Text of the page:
Wednesday, May 19, 2004

Boy, the Bush Administration drives a hard bargain.

According to Byron York, who writes about Bush's week-kneed judicial collapse in today's NRO:
The agreement came after weeks of frustrated negotiations between the two sides. In the end, it was Republicans who forced an end to the stalemate. They did so by threatening to bring up for a vote the president's lower-court nomination of Marcia G. Cooke, an African-American lawyer from Florida who is supported by both of her (Democratic) home-state senators. If Democrats wanted to maintain their blockade and use the 50th anniversary of Brown v. Board of Education to stall the nomination of a clearly qualified black woman, Republicans said, they were welcome to do so. As it turned out, Democrats didn't want to do that, and accepted what was, for them, an extremely attractive White House offer.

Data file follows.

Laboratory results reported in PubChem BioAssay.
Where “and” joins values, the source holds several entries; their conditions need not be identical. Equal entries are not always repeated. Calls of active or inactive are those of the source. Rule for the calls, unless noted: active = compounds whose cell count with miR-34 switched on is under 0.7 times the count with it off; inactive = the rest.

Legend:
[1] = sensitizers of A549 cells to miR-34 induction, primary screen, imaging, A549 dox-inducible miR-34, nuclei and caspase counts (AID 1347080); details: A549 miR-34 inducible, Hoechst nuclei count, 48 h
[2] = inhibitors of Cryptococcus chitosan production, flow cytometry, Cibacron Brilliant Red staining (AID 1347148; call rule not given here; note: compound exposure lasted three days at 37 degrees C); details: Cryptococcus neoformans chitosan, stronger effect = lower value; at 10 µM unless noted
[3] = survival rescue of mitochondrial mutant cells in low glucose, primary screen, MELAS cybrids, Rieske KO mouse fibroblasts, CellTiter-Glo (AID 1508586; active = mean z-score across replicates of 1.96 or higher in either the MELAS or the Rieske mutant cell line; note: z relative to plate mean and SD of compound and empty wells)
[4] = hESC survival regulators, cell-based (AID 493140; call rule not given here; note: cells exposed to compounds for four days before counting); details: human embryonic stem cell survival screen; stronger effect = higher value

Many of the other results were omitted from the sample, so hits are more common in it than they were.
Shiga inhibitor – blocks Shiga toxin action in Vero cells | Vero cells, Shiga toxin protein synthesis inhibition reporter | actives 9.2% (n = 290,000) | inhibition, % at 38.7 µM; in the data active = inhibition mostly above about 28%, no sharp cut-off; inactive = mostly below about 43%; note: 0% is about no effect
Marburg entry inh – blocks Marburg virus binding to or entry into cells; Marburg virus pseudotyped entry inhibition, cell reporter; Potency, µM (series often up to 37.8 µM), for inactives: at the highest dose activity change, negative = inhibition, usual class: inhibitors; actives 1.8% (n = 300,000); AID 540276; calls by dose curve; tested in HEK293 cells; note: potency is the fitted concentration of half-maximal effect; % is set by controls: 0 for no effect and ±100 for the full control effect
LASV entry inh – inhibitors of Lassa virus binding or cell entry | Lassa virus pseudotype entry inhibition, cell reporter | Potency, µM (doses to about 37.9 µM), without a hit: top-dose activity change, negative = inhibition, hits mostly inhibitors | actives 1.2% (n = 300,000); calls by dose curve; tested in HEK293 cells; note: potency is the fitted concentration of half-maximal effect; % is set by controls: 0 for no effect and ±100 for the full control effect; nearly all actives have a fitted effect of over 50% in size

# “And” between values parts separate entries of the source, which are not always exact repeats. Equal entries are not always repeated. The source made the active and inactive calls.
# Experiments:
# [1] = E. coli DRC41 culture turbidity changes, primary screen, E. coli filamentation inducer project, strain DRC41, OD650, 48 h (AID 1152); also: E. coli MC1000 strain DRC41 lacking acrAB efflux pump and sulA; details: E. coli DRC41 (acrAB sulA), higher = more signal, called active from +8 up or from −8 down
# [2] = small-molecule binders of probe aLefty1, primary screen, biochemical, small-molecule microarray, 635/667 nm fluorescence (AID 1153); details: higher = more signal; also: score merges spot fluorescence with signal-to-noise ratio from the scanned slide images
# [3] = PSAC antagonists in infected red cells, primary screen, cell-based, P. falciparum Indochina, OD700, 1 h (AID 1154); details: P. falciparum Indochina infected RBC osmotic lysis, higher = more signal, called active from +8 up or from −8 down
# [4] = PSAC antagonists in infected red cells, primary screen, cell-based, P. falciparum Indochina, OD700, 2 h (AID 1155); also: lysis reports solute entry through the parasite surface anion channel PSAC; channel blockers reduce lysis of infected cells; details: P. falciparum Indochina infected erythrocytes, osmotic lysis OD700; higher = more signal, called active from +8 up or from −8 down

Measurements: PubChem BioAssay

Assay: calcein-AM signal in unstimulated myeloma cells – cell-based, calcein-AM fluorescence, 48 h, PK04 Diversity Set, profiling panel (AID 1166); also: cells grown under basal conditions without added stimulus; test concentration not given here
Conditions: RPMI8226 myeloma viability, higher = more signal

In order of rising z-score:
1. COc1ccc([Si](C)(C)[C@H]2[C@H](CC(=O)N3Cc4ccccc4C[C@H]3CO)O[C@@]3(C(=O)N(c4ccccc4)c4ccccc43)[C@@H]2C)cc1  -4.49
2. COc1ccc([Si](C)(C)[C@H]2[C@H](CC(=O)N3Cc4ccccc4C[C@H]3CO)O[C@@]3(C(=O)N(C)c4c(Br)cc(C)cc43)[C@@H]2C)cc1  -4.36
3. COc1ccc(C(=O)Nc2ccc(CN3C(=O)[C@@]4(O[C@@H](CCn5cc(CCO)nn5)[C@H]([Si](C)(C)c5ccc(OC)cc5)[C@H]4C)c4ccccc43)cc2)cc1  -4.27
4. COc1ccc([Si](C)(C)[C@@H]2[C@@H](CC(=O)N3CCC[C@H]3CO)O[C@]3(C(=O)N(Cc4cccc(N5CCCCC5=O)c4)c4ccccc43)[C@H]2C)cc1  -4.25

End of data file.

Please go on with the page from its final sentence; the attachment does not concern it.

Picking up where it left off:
Only the Bush Administration could twist the opposition party's arm enough to get it to agree, under duress, to do exactly what it's already been doing for 3 1/2 years.

Pretty sweet deal for Bush. As York points out:
In return, Daschle promised to let 25 of the affected nominees through the Senate. That number includes 20 District Court nominees and five appeals court nominees, who will receive Senate action by the end of June. All of them are non-controversial; Democrats did not agree to stop their filibusters of nominees Priscilla Owen, Carolyn Kuhl, and Janice Rogers Brown (another filibuster target, Miguel Estrada, withdrew his nomination in the face of Democratic opposition). Democrats also did not agree to forgo more filibusters in coming months; some in the GOP expect Democrats to filibuster nominees Terence Boyle, Claude Allen, Brett Kavanaugh, and possibly others if Republicans attempt to bring them before the Senate for votes.
You drive a hard bargain, Mr. President. You gave all your power away in exchange for a return to the logjammed status quo ante of two months ago.

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